Lasting Landscapes by Carol
Woven wooden lighting in the Phipps Conservatory
Lasting Landscapes by Carol
Interesting lighting in the Cuba exhibit at Phipps Conservatory

Add Whimsy

Who doesn’t enjoy laughing? After all, it is one of the best medicines (or so they say). The Hidden Life of Trolls exhibit at the Phipps Conservatory in Pittsburgh made me laugh out loud. Think about ways you can add the unexpected to your landscape and cause a garden visitor to smile as they take in the scenery.

Lasting Landscapes by Carol
A troll made entirely of plant material at the Phipps Conservatory
Lasting Landscapes by Carol
More troll whimsy at Phipps

Incorporate Sculpture

Some gardens are dedicated to sculpture like the Grounds for Sculpture in New Jersey and the Frederik Meijer Gardens & Sculpture Park in Grand Rapids, Michigan. I believe every garden is enhanced by the addition of a sculpture to create a focal point or invite someone to a certain part of the garden.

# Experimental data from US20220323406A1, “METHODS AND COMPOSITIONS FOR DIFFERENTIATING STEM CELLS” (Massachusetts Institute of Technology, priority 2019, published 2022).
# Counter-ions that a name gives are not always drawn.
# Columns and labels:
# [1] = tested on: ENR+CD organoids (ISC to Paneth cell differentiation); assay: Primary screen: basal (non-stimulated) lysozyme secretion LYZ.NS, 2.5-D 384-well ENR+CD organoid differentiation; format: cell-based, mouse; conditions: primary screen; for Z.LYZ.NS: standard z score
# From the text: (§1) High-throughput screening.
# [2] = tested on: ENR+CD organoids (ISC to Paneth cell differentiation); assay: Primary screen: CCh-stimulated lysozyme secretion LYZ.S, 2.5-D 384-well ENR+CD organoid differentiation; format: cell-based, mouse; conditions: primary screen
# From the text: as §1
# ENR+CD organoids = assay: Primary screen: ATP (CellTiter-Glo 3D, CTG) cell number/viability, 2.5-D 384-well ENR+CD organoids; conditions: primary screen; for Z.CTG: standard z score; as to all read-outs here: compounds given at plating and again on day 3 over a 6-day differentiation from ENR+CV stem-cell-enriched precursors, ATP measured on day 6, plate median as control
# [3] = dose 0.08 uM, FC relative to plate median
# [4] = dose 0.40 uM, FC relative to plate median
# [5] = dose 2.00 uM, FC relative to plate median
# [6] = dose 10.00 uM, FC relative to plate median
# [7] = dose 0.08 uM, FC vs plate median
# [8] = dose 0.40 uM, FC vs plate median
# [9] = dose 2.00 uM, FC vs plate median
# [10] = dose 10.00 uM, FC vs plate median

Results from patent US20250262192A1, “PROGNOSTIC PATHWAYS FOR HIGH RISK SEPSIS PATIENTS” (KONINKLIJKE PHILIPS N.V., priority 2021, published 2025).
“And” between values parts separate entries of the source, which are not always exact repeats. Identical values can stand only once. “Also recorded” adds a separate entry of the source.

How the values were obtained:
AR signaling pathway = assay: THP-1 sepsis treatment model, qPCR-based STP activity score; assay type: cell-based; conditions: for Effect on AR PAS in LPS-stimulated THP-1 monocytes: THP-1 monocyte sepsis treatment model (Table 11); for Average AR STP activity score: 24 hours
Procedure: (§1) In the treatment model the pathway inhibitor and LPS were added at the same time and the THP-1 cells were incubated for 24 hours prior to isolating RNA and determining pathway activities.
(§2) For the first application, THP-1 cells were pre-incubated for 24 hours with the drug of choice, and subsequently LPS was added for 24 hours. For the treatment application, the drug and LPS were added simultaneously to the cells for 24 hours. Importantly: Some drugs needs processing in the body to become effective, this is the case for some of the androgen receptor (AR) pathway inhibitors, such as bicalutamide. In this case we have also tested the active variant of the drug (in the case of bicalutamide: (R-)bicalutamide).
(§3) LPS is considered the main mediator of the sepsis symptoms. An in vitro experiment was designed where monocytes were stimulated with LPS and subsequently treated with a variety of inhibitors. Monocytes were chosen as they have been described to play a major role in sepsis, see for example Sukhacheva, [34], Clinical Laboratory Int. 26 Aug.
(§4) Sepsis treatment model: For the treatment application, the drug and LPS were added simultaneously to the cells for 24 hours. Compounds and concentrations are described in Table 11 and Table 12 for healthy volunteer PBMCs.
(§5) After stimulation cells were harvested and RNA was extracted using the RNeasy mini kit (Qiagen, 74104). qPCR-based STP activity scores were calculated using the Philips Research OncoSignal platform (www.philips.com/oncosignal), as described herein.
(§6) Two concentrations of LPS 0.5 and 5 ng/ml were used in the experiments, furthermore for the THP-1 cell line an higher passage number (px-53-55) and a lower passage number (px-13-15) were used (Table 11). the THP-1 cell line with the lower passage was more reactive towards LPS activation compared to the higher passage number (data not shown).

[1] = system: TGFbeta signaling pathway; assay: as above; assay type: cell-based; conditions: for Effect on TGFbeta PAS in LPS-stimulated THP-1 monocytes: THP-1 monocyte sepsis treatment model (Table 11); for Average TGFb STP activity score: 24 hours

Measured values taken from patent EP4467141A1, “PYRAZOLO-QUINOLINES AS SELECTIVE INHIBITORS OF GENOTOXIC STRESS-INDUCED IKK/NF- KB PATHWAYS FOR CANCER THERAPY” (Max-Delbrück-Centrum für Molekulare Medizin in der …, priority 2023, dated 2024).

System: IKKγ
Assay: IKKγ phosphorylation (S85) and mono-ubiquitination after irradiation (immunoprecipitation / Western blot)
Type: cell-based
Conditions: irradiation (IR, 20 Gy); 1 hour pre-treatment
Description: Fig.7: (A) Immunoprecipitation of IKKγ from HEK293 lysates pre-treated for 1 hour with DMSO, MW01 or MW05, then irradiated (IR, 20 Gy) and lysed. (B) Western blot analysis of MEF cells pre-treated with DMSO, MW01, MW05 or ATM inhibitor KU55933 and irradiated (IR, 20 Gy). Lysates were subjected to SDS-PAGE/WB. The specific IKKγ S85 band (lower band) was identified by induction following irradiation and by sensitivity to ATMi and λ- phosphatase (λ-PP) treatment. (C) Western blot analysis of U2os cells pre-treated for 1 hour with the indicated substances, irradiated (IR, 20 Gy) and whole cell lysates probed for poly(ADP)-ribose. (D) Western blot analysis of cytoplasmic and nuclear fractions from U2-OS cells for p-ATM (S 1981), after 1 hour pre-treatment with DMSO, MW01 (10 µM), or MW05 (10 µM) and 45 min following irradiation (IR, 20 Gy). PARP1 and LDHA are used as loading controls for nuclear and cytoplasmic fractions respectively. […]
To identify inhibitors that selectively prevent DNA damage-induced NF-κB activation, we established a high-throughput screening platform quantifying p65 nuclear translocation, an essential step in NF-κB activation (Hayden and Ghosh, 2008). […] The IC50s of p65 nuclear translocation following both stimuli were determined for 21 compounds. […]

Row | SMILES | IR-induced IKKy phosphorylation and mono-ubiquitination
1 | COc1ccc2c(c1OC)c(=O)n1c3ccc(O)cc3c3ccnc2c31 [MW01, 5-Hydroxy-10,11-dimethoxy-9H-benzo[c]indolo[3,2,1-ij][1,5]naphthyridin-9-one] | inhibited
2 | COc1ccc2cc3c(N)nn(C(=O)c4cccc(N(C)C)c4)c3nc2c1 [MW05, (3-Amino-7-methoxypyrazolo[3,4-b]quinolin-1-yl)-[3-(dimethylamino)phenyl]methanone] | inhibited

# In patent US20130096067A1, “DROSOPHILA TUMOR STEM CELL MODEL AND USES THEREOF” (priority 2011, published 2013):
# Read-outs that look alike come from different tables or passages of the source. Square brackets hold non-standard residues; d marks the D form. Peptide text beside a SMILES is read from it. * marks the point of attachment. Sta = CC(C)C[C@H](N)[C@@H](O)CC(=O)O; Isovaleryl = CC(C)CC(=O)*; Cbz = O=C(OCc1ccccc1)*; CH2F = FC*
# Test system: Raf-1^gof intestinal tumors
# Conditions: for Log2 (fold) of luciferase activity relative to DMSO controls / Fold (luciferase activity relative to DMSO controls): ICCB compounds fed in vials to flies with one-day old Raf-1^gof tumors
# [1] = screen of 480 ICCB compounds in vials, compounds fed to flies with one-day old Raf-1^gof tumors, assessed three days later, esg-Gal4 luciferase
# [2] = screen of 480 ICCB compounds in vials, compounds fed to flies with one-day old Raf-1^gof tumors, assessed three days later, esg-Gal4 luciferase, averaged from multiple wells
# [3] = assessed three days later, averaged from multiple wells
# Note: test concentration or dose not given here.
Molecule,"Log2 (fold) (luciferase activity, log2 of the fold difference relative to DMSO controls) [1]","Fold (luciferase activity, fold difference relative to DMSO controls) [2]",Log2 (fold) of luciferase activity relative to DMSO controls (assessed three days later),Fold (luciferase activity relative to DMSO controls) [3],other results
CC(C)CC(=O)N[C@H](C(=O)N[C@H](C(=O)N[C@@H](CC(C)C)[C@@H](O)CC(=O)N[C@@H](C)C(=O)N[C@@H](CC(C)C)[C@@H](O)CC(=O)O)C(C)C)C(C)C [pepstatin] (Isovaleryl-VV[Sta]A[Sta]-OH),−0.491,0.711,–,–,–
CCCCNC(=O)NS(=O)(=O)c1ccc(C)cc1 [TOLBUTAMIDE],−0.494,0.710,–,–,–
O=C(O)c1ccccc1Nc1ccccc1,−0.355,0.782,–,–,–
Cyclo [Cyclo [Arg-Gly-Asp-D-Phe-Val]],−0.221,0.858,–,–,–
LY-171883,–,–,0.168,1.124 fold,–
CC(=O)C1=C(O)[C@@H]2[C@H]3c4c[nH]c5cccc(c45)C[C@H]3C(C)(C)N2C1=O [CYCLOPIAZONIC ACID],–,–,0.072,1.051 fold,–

Lasting Landscapes by Carol
A modern sculpture in Grand Rapids, MI at the Frederik Meijer Garden
Lasting Landscapes by Carol
Horseshoes became butterflies in Holland, MI
Lasting Landscapes by Carol
Sculpture in the Phipps Conservatory
Lasting Landscapes by Carol
Glass flowers seem right at home among live plants
Lasting Landscapes by Carol
Another glass sculpture creates a magical space

Use Unconventional Containers

When looking for a container, don’t always choose the obvious vessel. There are many different objects that make great and interesting containers such as galvanized buckets or even Dutch wooden shoes!

Lasting Landscapes by Carol
An old bucket makes a perfect container for succulents
Lasting Landscapes by Carol
Have some old shoes? Why not use them as planters!

There is no shame in using someone else’s ideas in your own garden. Go ahead and add some light, whimsy, sculpture or unique containers to your landscape. Then enjoy your additions and reflect on your travels and the spaces that inspired them.


Rising from the ashes

When I first bought my property nearly 19 years ago, I was thrilled with the woodland setting and adored my many deciduous trees. But then I was made aware of the ash borer, an uninvited pest from Asia, and I became distraught over the 24 ash trees on my property and their pending demise if left untreated.